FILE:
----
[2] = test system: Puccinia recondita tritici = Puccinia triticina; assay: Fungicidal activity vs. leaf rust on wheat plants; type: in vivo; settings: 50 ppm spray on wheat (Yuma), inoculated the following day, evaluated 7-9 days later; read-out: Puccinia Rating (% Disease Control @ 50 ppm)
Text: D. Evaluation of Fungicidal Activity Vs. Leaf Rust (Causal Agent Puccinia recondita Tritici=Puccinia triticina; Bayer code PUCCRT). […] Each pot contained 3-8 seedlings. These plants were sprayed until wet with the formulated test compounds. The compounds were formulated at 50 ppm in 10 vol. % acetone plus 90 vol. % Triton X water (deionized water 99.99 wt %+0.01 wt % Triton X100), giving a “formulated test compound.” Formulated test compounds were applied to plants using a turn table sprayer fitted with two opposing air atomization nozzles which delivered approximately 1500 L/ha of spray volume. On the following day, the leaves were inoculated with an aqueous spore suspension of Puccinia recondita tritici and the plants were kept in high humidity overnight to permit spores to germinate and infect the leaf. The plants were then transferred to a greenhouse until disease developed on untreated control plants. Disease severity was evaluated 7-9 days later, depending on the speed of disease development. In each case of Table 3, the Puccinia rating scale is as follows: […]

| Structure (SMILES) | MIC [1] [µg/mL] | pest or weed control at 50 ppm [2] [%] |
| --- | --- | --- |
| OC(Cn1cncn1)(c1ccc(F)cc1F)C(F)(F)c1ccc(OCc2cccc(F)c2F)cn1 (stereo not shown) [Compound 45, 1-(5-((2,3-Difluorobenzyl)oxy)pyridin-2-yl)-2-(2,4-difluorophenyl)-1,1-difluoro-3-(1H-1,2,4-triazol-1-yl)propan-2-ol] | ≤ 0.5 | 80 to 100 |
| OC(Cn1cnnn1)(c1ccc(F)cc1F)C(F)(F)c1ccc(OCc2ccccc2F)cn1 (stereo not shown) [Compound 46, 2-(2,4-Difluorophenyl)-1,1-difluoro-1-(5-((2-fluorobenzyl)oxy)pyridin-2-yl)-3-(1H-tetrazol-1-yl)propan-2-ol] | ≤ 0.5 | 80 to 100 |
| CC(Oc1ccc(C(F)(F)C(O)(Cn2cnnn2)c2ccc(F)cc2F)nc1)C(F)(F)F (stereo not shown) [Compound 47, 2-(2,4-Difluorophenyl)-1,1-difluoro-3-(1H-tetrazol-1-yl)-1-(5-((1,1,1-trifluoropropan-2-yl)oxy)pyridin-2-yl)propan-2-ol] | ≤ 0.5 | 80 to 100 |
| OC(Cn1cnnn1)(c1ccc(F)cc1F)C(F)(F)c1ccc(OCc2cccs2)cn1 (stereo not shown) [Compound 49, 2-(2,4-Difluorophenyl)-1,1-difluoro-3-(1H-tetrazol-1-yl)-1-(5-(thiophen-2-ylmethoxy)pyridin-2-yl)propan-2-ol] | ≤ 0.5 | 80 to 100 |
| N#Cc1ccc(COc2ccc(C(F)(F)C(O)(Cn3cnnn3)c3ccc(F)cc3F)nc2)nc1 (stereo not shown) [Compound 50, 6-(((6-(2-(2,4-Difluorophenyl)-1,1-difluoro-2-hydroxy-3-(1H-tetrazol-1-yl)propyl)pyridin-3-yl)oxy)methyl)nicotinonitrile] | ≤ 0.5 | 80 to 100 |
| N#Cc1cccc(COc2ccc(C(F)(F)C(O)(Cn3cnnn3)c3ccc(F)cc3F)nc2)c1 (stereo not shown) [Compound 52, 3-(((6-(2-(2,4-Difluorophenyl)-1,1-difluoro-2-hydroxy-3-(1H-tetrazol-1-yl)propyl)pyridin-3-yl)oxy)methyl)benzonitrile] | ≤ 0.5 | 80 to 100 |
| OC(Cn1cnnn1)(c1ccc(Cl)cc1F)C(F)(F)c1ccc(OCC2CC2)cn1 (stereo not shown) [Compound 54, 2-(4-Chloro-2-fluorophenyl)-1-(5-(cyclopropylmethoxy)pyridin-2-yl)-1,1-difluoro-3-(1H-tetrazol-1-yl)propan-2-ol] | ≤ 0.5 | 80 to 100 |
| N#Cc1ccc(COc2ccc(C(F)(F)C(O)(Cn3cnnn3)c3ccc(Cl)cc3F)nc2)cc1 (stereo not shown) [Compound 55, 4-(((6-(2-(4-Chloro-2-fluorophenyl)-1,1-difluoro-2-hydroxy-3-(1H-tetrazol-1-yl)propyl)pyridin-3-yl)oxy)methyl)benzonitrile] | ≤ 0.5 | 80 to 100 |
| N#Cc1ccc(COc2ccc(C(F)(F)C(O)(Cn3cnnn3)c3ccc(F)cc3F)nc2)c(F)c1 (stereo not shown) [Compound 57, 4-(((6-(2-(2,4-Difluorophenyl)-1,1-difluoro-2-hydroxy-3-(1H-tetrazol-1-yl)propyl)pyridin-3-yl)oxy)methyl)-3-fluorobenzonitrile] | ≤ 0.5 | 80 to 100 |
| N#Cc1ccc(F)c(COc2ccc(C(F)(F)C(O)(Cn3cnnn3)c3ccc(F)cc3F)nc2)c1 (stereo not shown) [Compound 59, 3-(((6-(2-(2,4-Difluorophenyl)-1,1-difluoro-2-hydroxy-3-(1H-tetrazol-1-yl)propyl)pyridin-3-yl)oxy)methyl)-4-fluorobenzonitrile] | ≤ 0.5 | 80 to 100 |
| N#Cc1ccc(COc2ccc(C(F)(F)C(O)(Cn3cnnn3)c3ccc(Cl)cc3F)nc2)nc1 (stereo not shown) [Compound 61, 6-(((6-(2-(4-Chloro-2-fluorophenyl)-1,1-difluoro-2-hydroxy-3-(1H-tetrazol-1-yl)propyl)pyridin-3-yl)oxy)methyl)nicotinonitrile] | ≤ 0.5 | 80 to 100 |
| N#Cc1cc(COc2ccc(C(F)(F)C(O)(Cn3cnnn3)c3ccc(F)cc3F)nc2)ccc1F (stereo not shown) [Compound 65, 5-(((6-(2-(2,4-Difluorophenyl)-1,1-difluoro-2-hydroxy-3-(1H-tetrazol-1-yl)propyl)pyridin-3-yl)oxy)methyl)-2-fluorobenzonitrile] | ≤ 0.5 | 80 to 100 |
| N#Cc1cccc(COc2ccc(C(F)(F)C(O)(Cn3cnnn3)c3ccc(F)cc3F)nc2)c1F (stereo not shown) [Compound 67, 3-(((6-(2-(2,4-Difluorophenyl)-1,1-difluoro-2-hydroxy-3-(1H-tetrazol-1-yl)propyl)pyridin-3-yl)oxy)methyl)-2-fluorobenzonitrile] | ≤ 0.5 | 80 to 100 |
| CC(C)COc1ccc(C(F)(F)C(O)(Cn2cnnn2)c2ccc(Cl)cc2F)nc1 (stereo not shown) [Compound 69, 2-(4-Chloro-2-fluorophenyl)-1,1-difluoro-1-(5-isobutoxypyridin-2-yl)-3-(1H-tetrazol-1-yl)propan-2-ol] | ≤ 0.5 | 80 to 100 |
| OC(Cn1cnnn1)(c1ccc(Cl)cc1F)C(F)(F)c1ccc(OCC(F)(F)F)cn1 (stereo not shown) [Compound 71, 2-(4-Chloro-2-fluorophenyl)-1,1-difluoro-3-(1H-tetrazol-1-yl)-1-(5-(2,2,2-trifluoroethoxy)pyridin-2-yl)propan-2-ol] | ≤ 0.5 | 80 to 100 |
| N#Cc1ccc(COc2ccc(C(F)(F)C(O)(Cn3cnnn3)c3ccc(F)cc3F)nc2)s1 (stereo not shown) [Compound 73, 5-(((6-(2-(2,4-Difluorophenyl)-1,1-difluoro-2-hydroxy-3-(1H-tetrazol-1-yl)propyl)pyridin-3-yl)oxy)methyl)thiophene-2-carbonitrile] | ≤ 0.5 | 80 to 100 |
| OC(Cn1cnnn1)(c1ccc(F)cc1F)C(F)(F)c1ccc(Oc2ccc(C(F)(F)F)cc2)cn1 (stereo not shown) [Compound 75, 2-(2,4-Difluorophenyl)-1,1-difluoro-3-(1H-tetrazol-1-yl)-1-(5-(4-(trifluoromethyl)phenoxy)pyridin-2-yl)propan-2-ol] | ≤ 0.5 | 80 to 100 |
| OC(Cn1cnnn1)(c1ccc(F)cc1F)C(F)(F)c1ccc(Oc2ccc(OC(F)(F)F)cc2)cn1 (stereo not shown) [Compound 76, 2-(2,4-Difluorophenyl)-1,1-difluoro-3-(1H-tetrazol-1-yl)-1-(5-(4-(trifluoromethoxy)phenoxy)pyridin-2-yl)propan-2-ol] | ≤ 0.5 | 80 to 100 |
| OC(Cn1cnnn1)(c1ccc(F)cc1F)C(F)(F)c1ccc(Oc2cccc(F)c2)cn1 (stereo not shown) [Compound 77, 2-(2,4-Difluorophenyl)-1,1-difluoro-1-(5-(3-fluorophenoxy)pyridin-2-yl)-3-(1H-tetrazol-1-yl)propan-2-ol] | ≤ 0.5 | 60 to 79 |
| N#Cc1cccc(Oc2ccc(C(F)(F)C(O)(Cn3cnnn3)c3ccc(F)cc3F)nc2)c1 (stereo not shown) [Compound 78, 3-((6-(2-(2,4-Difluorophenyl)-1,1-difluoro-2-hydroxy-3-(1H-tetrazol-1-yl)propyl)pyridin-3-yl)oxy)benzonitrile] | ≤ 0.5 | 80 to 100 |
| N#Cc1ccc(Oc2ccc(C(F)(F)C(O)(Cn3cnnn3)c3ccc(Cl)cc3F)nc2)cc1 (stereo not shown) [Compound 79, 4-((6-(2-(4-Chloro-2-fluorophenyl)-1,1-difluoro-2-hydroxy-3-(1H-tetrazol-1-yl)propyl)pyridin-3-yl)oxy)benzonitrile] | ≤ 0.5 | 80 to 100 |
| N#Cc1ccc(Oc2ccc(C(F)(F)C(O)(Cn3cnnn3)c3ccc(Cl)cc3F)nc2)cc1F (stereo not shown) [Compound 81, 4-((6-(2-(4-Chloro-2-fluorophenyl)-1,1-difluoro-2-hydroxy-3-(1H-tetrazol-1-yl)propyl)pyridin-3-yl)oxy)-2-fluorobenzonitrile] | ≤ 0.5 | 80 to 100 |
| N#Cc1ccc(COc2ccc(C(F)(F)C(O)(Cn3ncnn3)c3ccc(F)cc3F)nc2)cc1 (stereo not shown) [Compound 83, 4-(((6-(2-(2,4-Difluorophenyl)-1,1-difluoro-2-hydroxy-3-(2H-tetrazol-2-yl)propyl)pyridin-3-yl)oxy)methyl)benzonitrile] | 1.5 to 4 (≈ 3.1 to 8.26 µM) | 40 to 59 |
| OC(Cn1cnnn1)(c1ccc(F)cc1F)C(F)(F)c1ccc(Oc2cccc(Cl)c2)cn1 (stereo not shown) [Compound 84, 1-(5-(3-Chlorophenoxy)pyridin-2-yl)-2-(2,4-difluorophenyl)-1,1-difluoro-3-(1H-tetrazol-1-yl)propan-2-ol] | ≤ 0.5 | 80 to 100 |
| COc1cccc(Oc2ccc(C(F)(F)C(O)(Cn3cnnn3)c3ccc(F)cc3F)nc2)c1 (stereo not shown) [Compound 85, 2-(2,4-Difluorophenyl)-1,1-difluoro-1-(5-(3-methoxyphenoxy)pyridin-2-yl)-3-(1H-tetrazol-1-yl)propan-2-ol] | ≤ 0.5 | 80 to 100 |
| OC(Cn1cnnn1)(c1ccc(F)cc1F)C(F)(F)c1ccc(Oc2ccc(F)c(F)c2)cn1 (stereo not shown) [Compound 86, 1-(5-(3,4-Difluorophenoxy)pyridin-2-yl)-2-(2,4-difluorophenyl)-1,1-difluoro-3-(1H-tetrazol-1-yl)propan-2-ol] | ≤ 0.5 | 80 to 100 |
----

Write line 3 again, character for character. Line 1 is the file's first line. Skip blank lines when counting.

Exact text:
| Structure (SMILES) | MIC [1] [µg/mL] | pest or weed control at 50 ppm [2] [%] |